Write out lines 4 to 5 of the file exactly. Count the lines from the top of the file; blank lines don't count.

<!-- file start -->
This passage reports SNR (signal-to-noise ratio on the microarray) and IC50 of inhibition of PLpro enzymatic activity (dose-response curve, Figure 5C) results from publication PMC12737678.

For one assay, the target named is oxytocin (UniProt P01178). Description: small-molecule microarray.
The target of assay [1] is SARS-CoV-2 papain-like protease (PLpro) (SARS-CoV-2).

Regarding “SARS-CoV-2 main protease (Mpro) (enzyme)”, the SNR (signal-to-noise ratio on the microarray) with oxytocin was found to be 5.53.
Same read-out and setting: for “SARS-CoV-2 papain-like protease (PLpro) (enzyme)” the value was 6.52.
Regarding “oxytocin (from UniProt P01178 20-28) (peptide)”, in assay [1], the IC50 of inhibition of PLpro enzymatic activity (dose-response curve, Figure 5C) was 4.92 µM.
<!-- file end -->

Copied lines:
Regarding “SARS-CoV-2 main protease (Mpro) (enzyme)”, the SNR (signal-to-noise ratio on the microarray) with oxytocin was found to be 5.53.
Same read-out and setting: for “SARS-CoV-2 papain-like protease (PLpro) (enzyme)” the value was 6.52.